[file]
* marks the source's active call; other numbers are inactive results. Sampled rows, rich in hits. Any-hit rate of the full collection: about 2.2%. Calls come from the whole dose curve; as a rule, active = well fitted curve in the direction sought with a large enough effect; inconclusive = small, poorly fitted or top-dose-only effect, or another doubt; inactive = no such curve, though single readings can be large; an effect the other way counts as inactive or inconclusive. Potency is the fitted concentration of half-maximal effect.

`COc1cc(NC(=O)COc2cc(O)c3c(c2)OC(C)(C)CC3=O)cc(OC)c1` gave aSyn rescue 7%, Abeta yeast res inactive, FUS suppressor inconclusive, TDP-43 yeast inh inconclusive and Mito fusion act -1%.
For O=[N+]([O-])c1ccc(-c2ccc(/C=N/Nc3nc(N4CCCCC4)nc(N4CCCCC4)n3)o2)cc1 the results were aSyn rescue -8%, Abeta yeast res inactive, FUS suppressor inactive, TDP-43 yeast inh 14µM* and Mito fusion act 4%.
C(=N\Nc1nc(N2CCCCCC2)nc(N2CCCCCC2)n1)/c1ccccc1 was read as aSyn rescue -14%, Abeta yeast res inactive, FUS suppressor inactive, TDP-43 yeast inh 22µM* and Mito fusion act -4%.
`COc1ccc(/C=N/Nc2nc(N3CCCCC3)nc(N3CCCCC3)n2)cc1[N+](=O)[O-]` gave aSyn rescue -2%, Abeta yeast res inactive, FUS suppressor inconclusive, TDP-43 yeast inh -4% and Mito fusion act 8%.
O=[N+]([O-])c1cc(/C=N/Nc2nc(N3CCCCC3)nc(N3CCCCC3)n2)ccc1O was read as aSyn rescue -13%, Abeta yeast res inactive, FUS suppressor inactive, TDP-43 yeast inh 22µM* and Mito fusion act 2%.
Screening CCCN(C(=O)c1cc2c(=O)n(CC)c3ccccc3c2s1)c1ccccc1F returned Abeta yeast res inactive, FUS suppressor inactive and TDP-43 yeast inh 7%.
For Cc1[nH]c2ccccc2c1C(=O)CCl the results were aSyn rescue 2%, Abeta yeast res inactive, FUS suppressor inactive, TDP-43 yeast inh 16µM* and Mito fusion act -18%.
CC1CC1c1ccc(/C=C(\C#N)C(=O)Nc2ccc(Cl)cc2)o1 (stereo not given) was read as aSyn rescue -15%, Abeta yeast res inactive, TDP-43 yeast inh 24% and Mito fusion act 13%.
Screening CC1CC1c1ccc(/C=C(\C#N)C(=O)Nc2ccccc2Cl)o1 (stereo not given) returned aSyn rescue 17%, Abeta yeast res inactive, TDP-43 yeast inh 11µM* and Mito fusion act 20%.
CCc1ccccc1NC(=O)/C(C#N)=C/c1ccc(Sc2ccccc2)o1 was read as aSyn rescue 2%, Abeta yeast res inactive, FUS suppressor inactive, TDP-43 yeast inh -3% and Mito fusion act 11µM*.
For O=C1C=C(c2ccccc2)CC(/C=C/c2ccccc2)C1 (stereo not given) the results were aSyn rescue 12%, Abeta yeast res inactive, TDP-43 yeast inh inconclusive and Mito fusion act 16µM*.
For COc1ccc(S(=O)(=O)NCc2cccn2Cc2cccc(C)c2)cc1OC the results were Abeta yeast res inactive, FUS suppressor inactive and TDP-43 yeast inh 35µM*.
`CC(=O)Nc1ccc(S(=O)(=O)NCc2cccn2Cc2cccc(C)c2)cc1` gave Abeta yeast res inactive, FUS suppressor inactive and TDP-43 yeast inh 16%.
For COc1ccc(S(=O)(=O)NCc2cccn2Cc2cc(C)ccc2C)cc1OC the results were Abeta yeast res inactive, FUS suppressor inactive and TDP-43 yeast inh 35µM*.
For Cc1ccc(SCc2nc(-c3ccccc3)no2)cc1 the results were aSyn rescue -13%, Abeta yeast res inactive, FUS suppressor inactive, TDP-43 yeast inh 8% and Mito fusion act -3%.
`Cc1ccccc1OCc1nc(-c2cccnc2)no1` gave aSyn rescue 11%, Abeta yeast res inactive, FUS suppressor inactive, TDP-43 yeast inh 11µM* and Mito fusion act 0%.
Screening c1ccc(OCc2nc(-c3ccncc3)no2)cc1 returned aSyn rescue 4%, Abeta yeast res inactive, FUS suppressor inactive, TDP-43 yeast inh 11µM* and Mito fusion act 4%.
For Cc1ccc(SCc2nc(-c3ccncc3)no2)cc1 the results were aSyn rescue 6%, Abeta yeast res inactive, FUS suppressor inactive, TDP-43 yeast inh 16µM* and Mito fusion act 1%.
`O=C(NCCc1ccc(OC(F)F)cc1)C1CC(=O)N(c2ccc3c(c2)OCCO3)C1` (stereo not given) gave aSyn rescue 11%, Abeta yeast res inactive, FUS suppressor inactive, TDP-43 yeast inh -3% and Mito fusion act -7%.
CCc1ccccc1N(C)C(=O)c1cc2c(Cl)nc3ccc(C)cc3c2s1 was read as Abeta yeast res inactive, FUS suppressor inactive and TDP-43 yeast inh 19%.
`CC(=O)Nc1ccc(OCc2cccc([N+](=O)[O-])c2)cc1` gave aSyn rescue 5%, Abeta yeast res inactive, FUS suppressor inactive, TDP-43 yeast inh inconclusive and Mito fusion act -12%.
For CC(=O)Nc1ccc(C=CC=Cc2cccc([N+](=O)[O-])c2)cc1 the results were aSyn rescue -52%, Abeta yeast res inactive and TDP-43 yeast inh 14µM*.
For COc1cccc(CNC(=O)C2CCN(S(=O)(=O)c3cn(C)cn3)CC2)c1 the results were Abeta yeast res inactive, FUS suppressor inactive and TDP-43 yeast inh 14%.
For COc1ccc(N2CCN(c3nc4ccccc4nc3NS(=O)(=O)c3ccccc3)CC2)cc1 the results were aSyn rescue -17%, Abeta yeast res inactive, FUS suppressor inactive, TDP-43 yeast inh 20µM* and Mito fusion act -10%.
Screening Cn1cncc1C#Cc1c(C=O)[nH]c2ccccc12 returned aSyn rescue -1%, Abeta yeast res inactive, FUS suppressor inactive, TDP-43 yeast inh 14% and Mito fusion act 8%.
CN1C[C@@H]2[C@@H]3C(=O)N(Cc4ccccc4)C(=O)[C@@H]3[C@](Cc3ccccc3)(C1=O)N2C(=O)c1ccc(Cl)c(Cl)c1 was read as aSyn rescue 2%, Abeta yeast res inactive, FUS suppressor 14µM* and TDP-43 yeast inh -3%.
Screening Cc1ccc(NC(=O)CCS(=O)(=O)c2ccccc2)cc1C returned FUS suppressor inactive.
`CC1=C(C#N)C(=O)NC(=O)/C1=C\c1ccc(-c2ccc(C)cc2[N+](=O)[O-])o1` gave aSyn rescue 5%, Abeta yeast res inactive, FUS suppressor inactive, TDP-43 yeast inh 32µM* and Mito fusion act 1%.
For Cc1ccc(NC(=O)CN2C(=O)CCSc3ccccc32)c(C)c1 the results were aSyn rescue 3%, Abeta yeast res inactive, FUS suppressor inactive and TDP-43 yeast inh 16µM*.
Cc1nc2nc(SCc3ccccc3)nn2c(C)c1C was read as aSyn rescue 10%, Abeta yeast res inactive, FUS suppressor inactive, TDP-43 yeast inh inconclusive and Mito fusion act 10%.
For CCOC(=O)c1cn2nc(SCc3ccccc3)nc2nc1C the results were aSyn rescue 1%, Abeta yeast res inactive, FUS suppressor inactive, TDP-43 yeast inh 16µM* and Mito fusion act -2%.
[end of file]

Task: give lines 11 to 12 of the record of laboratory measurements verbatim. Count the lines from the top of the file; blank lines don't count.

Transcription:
CCc1ccccc1NC(=O)/C(C#N)=C/c1ccc(Sc2ccccc2)o1 was read as aSyn rescue 2%, Abeta yeast res inactive, FUS suppressor inactive, TDP-43 yeast inh -3% and Mito fusion act 11µM*.
For O=C1C=C(c2ccccc2)CC(/C=C/c2ccccc2)C1 (stereo not given) the results were aSyn rescue 12%, Abeta yeast res inactive, TDP-43 yeast inh inconclusive and Mito fusion act 16µM*.